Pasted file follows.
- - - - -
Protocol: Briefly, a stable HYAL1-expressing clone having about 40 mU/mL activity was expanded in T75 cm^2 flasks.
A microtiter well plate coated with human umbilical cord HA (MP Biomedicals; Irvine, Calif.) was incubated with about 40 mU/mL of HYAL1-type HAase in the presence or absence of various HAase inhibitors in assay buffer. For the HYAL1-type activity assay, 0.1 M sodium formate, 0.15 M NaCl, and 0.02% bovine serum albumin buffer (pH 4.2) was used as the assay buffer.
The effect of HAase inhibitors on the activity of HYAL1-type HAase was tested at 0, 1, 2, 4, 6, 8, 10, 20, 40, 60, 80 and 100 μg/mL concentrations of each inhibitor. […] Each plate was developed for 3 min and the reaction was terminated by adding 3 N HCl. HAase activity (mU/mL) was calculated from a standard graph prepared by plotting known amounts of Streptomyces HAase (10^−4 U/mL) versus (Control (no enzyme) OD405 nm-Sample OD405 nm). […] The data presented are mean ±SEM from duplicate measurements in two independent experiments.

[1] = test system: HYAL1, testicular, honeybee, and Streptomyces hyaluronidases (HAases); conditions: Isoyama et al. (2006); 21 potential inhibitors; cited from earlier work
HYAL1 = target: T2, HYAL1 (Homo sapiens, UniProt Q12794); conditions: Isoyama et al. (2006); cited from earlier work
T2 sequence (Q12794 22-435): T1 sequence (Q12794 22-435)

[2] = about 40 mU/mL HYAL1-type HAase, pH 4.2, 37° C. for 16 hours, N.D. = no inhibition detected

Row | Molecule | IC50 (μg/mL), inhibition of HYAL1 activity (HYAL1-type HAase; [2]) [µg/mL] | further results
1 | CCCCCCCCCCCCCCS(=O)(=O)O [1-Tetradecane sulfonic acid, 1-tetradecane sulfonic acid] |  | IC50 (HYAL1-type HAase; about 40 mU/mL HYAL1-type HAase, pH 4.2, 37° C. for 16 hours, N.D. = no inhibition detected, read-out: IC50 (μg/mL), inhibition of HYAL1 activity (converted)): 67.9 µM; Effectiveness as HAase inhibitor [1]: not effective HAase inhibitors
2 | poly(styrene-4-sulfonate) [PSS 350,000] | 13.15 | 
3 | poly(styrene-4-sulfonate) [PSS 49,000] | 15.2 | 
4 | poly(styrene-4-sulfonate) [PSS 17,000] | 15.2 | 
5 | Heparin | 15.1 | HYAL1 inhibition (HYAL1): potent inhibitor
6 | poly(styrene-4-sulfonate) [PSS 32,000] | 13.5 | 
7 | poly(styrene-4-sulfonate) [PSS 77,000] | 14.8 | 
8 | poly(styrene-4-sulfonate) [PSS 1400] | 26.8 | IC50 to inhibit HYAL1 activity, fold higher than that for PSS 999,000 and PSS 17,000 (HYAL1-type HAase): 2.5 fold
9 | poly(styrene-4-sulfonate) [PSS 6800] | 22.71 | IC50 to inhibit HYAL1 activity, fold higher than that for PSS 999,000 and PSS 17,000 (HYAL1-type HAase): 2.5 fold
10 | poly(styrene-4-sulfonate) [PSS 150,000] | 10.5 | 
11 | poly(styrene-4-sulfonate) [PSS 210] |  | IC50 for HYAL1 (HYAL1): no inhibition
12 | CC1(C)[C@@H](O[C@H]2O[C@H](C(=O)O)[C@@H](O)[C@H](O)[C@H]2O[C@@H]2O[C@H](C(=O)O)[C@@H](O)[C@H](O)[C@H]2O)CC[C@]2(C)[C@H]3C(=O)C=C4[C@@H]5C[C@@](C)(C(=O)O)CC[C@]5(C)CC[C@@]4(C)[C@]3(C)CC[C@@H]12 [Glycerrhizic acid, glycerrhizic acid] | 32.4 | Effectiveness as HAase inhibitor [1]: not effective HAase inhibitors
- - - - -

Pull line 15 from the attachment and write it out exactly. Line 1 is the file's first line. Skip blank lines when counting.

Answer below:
7 | poly(styrene-4-sulfonate) [PSS 77,000] | 14.8 | 